The new spelling rules become binding in schools, while a lower saxony court rules in favor of an opponent of the reform
After ten years of dispute, parts of the spelling reform became binding in schools at the beginning of august. In mid-september, however, the upper administrative court of lower saxony, which is critical of the reform, had the final say, granting an eleventh-grader the right to be taught according to the old rules. The ruling once again documents the course of the front in an absurd culture war.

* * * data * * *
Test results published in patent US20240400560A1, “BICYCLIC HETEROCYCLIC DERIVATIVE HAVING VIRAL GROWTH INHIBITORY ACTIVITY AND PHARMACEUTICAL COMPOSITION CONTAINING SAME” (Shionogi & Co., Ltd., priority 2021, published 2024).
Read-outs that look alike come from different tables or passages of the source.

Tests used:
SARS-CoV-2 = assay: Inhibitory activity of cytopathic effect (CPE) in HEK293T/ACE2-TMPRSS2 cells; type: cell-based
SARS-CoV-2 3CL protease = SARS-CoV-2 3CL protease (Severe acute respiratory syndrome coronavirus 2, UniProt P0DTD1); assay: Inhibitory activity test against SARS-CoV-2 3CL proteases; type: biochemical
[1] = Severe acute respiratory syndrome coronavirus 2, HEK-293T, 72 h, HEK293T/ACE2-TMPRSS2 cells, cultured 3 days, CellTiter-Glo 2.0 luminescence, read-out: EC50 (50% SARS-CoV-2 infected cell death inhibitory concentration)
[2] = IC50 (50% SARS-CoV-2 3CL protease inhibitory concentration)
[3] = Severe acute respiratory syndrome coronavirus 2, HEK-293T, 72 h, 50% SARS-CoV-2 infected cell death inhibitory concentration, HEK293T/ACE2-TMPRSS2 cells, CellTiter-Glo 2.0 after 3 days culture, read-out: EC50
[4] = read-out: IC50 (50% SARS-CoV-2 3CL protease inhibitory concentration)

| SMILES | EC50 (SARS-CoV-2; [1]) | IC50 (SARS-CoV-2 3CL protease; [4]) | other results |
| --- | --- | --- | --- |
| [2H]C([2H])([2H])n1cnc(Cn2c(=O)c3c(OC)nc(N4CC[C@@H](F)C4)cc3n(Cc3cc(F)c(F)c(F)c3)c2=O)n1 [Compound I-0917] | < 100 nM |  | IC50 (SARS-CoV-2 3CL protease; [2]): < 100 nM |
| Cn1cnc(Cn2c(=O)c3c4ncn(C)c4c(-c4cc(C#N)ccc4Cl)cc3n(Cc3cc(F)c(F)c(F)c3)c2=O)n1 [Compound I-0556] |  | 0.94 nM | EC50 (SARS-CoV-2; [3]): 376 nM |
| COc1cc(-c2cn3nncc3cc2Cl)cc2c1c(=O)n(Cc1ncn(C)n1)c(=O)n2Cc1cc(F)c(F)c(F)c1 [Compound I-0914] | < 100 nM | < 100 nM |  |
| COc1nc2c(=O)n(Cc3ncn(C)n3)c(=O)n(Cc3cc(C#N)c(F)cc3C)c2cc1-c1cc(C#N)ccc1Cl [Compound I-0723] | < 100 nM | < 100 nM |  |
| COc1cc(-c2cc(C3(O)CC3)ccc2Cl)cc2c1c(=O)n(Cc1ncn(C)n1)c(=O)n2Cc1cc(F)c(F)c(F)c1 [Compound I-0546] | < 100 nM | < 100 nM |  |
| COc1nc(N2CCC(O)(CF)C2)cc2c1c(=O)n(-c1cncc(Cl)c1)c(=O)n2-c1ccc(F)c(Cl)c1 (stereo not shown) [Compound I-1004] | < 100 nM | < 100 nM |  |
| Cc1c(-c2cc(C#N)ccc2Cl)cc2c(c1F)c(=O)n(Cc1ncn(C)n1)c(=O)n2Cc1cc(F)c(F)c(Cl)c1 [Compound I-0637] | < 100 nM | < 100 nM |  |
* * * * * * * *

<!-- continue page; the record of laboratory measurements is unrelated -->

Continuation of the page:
On 1. August 2005, the combatants were exhausted. After ten years of intense struggle, the spelling reform was passed with very little fanfare. In the schools of fourteen german states, parts of the new rules have since been accepted as the only correct ones. In north rhine-westphalia and bavaria, a transitional system is still in force, while a state council for german spelling is making final corrections to the rules. Nevertheless, it can hardly be doubted that the new spelling rules will very soon have sole validity in the whole of and in the schools of all germany.